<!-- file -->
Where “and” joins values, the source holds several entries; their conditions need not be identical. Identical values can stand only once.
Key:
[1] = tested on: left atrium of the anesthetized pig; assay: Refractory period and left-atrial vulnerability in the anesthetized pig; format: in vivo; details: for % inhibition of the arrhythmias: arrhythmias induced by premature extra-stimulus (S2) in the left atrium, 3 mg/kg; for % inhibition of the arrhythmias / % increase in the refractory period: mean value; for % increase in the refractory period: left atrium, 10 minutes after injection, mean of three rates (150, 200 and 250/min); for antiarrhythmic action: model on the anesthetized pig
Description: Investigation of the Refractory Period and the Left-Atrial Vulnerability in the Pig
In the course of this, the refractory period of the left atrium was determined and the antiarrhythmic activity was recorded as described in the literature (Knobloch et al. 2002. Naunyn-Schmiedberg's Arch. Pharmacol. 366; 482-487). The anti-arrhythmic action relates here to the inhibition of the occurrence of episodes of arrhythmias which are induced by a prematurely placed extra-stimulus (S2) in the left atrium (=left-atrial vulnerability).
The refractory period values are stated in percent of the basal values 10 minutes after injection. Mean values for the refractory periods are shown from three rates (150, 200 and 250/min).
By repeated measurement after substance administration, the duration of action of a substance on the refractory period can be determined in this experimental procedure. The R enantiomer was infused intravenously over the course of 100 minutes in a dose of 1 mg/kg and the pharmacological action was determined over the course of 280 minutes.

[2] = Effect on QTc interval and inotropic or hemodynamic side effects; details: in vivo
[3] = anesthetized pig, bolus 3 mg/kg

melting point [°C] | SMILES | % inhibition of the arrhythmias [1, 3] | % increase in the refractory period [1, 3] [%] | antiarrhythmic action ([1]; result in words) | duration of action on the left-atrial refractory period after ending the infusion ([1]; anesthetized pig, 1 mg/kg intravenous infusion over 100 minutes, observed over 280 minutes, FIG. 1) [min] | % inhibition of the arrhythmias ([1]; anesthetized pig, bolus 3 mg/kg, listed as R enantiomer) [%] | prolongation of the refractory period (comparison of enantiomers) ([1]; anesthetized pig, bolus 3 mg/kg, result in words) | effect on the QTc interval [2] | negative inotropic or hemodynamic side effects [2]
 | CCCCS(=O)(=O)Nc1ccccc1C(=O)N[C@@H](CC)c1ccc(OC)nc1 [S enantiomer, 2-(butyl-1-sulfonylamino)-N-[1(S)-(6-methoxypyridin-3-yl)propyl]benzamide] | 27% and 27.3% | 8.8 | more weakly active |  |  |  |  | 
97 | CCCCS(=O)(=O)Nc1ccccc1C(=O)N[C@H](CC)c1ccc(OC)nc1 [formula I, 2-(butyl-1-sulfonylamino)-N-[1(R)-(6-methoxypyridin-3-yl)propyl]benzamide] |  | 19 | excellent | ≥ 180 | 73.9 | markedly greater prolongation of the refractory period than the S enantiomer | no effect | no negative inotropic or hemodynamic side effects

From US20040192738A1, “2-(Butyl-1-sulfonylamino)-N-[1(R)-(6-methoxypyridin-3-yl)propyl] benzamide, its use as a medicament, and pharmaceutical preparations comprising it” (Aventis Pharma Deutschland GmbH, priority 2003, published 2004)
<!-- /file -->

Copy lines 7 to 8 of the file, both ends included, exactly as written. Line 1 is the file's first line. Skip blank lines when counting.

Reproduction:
By repeated measurement after substance administration, the duration of action of a substance on the refractory period can be determined in this experimental procedure. The R enantiomer was infused intravenously over the course of 100 minutes in a dose of 1 mg/kg and the pharmacological action was determined over the course of 280 minutes.

[2] = Effect on QTc interval and inotropic or hemodynamic side effects; details: in vivo